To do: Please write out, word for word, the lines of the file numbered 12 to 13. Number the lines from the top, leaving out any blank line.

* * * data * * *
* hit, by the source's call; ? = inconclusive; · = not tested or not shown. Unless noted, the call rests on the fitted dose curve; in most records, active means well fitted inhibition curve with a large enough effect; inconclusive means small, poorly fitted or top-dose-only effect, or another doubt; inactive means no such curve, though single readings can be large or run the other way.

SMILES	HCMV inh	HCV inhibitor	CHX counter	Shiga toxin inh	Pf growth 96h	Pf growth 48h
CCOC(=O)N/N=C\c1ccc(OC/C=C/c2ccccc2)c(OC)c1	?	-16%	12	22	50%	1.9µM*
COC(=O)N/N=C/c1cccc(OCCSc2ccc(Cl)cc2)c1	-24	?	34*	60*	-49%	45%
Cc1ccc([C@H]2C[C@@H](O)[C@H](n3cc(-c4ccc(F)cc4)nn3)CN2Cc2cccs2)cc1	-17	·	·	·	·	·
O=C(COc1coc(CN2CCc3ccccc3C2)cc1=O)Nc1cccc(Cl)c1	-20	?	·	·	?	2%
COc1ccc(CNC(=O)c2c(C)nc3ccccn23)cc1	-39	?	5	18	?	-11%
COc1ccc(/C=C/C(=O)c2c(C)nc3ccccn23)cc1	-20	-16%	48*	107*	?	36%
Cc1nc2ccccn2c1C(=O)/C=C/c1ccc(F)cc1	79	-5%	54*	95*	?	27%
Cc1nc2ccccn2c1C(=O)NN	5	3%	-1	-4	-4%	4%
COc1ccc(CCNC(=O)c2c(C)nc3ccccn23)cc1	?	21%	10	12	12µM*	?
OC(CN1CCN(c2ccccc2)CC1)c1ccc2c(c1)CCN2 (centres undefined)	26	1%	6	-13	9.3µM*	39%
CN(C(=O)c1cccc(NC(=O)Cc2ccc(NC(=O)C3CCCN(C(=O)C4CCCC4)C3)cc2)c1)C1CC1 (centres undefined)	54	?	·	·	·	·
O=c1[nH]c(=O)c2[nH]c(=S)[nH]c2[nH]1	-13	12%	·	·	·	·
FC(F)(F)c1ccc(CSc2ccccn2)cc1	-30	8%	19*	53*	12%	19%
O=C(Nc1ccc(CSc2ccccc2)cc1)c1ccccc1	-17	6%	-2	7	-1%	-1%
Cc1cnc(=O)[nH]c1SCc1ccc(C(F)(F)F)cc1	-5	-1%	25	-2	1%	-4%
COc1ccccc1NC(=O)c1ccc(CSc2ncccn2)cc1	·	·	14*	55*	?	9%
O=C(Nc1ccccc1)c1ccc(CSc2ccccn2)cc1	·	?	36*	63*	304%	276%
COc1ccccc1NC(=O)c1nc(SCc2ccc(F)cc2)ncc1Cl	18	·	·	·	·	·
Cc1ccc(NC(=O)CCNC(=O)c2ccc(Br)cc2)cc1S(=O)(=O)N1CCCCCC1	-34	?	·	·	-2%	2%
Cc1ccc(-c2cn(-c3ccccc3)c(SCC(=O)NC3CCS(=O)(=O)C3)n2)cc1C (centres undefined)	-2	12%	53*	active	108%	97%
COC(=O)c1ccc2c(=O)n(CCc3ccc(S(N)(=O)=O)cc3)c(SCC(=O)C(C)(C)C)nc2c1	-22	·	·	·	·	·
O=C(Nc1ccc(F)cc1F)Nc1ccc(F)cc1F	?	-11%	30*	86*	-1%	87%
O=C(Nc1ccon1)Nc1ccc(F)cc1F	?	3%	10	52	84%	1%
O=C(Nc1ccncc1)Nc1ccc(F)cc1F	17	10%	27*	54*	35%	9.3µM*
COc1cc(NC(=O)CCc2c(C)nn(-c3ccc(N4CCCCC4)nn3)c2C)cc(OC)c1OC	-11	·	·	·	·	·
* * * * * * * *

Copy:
OC(CN1CCN(c2ccccc2)CC1)c1ccc2c(c1)CCN2 (centres undefined)	26	1%	6	-13	9.3µM*	39%
CN(C(=O)c1cccc(NC(=O)Cc2ccc(NC(=O)C3CCCN(C(=O)C4CCCC4)C3)cc2)c1)C1CC1 (centres undefined)	54	?	·	·	·	·